By 2010, renewable energy is expected to account for 4 per cent of all the energy consumed in Beijing, compared with the present 1 per cent. Heat from renewable sources will cover 40 million square metres, 6 per cent of the city's total heating area.

Liu said Beijing was dedicated to reducing energy consumption and had shown progress in doing so in recent years. Beijing consumed 0.8 tons of standard coal per 10,000 yuan (US$1,250) of GDP last year, representing a drop of 39 per cent from 2000. The new plan calls for this number to drop by 20 per cent from the 2005 figure by 2010.

"We will gradually transform energy-consuming enterprises and eventually eliminate the development of major energy-consuming industries and products," Liu said.

Solar energy for students

Donnybrook Bridgetown Mail
Tuesday 12/12/2006 Page: 10

FOUR South West schools will now get up to two per cent of their power needs from solar energy.

Solar panels have been installed at the Bunbury Cathedral Grammar School and the Dalyellup, Bunbury and Amaroo primary schools. The installation is the first stage of a plan to source more energy from renewable energy sources. The four schools are all participating in the Worsley Energy Challenge which aims to have each school reduce their reliance of fossil fuels by 20 per cent over the next five years.

Worsley Alumina has provided sponsorship to purchase and install the solar panels. Students will be able to monitor the level of impact the panels have on each school's energy use.

Wind turbines will be installed at three of the schools early in the New Year in the next stage of the project. A biodiesel generator will also be installed at the Grammar School.

The schools will aim to achieve their 20 per cent energy reduction target through a combination of renewable energy technology as well as focusing on more efficient energy use habits. Each school is also pursuing other environment-friendly initiatives like recycling and composting.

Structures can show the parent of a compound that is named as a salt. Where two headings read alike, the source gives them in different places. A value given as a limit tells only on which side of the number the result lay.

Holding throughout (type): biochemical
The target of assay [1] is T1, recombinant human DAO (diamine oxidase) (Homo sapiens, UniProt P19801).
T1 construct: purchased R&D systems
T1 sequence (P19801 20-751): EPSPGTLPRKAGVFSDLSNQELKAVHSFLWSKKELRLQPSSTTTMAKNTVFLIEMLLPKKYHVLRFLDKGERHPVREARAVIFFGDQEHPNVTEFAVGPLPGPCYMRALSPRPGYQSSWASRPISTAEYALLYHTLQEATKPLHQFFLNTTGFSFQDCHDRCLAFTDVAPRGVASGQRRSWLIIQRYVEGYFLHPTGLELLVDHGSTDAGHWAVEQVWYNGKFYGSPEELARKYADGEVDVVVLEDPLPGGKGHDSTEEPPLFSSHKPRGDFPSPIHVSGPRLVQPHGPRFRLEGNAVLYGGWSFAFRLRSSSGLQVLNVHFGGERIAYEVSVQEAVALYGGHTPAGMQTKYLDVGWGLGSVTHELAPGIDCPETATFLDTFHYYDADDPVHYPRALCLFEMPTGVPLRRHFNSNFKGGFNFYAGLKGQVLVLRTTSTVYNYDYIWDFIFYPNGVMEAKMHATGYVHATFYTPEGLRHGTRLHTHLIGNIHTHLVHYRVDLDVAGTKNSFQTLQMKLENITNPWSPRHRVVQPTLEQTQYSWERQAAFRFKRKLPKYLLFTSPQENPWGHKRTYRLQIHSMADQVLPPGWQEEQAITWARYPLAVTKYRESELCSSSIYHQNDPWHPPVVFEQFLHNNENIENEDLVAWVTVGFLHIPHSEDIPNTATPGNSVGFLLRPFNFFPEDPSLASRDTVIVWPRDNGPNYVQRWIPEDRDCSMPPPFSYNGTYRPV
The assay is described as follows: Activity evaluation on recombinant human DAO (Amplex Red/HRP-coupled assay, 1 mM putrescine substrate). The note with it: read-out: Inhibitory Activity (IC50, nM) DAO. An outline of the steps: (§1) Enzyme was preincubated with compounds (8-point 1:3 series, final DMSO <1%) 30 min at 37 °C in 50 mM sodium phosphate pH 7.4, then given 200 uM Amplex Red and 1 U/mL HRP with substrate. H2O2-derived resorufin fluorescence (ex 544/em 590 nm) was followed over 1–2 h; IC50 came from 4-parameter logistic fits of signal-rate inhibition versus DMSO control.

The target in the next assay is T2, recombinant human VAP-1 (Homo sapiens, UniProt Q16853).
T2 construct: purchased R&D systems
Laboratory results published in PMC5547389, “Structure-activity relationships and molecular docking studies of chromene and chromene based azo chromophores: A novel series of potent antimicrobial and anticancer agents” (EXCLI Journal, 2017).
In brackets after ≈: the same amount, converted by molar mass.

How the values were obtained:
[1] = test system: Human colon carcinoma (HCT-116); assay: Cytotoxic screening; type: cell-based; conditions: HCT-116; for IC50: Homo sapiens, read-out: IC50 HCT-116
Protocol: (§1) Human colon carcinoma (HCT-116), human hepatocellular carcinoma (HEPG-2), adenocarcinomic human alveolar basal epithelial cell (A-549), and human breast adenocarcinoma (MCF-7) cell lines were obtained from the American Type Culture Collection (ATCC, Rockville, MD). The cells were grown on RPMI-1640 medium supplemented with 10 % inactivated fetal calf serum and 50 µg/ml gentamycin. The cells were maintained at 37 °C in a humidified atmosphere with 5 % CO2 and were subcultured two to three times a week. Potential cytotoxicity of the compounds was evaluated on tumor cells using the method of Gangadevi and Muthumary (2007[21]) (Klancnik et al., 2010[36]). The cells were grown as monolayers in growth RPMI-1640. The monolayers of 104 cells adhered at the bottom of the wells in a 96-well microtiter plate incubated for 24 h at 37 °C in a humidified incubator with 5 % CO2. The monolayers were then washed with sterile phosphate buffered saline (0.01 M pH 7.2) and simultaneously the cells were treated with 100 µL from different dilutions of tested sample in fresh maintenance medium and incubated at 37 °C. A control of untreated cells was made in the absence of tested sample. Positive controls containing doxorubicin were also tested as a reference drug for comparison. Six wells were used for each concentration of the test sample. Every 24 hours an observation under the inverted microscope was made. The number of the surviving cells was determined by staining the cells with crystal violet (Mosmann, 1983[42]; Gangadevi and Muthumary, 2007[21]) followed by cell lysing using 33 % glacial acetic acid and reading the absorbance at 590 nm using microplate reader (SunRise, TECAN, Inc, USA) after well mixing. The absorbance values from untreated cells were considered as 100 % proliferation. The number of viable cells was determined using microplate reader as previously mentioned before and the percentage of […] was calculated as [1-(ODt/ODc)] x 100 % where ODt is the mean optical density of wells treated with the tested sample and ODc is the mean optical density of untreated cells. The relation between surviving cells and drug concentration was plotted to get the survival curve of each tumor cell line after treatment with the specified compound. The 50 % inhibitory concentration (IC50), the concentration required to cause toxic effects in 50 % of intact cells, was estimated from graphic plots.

Worsley Alumina's Health, Safety and Environment Manager Gerry Rayner said the initiative for the Worsley Energy Challenge came from the South West branch of the Australian Association for Environmental Education and has been supported by the four schools, and Edith Cowan and Curtin universities.

"By promoting this throughout local schools we also hope that students will carry the energy efficiency message home to their families and to the general community," Mr Rayner said.

He said Worsley is a member of Greenhouse Plus - a national program that challenges industry to progressively reduce greenhouse gas emissions.

It is proposed that Edith Cowan University will undertake research about the technological, educational and social aspects of the energy challenge, with the aim of encouraging the program to expand to other schools and organisations.

Project boost

City Chronicle
Tuesday 12/12/2006 Page: 4

A CANBERRA-based project to develop a computer model which predicts turbulence on wind energy sites, enabling turbines to be put in areas which generate the most power, has been awarded a $380,000 Federal Government grant. The project, by Windlab Projects Pty Ltd, was one of eight projects nationally to receive funding last week worth $13.8 million under the governments Renewable Energy Development Initiative.

Wind power and the community

Narooma News
Wednesday 13/12/2006 Page: 15

SOME people believe that windfarms are beautiful and majestic, and represent a clean form of energy production - others believe they are a blight on the landscape. Either way, there's no doubt that appropriately sited wind farms can have benefits to a community at a local,